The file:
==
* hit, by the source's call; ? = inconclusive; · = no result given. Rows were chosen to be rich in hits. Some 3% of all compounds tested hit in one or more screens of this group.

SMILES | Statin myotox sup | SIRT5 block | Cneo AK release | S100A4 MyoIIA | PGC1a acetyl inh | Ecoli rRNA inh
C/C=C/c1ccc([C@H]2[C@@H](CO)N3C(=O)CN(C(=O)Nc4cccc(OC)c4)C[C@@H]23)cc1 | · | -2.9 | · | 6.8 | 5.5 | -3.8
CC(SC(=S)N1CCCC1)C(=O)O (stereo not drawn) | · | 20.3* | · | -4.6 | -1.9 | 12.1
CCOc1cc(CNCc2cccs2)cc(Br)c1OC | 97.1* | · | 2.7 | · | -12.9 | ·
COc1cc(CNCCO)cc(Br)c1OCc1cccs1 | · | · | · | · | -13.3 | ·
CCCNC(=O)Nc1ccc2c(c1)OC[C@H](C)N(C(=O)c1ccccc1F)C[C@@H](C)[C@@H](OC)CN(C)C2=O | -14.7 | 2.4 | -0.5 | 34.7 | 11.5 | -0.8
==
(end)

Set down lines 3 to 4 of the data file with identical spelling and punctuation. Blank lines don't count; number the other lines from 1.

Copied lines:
C/C=C/c1ccc([C@H]2[C@@H](CO)N3C(=O)CN(C(=O)Nc4cccc(OC)c4)C[C@@H]23)cc1 | · | -2.9 | · | 6.8 | 5.5 | -3.8
CC(SC(=S)N1CCCC1)C(=O)O (stereo not drawn) | · | 20.3* | · | -4.6 | -1.9 | 12.1